Sharp apologises to Australian retailers for LCD delay

By James Wells

SYDNEY: Sharp Corporation executive director, Takashi Nakagawa, who is visiting Sydney to launch the world’s largest LCD television measuring 108-inches tonight at Doltone House, has apologised for the delay in LCD stock to Australian retailers.

“We hoped to introduce large size LCDs to market earlier, but due to increasing demand worldwide of the product, we have had to delay the launch of the product to Australia. We would like to apologise to our retail partners and consumers,” Nakagawa told Current.com.au in an exclusive interview this afternoon.

“The demand for our products in our domestic market is very high as well as in North America and Europe. Strictly speaking, we supplied some new large LCD televisions into the Australian market last year, however the quantity was not sufficient. This time we will supply enough quantity as well as new designs – including our piano black finish.”

Nakagawa also announced that Sharp will double its production of motherglass substrates, which measure up to 5.3 square metres, from 30,000 units per month to 60,000 units per month. The Kameyama plant is expected to create 90,000 substrates by 2008, with each substrate able to create glass for six 52-inch LCD panels.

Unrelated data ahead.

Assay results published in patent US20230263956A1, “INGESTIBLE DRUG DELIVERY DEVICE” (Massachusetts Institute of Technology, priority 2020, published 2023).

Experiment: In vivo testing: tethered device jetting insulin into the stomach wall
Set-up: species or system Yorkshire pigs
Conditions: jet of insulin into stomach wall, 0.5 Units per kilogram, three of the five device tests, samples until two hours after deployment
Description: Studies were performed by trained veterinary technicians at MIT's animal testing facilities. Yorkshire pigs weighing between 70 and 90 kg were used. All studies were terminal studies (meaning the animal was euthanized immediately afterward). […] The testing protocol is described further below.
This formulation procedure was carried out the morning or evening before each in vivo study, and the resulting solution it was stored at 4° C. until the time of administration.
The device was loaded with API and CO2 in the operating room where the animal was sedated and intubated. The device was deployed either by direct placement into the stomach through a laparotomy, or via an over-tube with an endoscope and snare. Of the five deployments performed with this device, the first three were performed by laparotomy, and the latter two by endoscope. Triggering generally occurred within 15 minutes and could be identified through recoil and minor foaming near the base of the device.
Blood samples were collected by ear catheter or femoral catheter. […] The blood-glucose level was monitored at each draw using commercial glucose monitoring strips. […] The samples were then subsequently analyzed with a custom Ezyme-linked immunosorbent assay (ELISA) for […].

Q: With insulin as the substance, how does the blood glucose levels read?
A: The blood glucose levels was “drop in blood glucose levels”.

Nakagawa told Current.com.au that Sharp “will try” to introduce the 108-inch LCD televisions to the Australian market by the end of the year. The primary market for the world’s largest LCD panel is the monitor and display market which will be developed prior to the mass commercialisation of the panel in the television market.

“The demand for 108-inch television is very high. Moreover, the demand for 108-inch display is also very high. Before the introduction of a 108-inch television, we will try to sell the 108-inch panel as a replacement display for plasma,” Nakagawa said.

Sharp has invested hundreds of thousands of dollars in an above-the-line televisions advertising campaign since the beginning of the year to increase consumer awareness of the Aquos brand and the new LCD televisions manufactured at its Kameyama plant.

Last October, Sharp opened the second stage of its factory which is located two hours from Osaka and has cost $A4.1 billion to build.

Nakagawa also confirmed that Sharp will release Blu-ray Disc players from May this year, and that this global launch will include the Australian market.

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